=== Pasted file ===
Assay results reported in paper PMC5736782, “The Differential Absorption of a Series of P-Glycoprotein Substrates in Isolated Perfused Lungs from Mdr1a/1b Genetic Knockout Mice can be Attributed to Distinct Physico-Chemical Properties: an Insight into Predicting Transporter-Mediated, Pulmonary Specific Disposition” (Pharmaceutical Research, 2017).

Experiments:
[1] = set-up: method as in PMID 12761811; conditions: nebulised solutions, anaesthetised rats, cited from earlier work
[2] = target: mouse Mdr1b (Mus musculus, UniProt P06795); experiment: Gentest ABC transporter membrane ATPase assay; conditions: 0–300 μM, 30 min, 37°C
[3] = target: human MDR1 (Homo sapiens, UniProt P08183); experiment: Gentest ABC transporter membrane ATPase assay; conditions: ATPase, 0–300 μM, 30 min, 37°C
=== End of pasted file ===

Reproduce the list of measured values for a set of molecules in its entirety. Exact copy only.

Assay results reported in paper PMC5736782, “The Differential Absorption of a Series of P-Glycoprotein Substrates in Isolated Perfused Lungs from Mdr1a/1b Genetic Knockout Mice can be Attributed to Distinct Physico-Chemical Properties: an Insight into Predicting Transporter-Mediated, Pulmonary Specific Disposition” (Pharmaceutical Research, 2017).

Experiments:
[1] = set-up: method as in PMID 12761811; conditions: nebulised solutions, anaesthetised rats, cited from earlier work
[2] = target: mouse Mdr1b (Mus musculus, UniProt P06795); experiment: Gentest ABC transporter membrane ATPase assay; conditions: 0–300 μM, 30 min, 37°C
[3] = target: human MDR1 (Homo sapiens, UniProt P08183); experiment: Gentest ABC transporter membrane ATPase assay; conditions: ATPase, 0–300 μM, 30 min, 37°C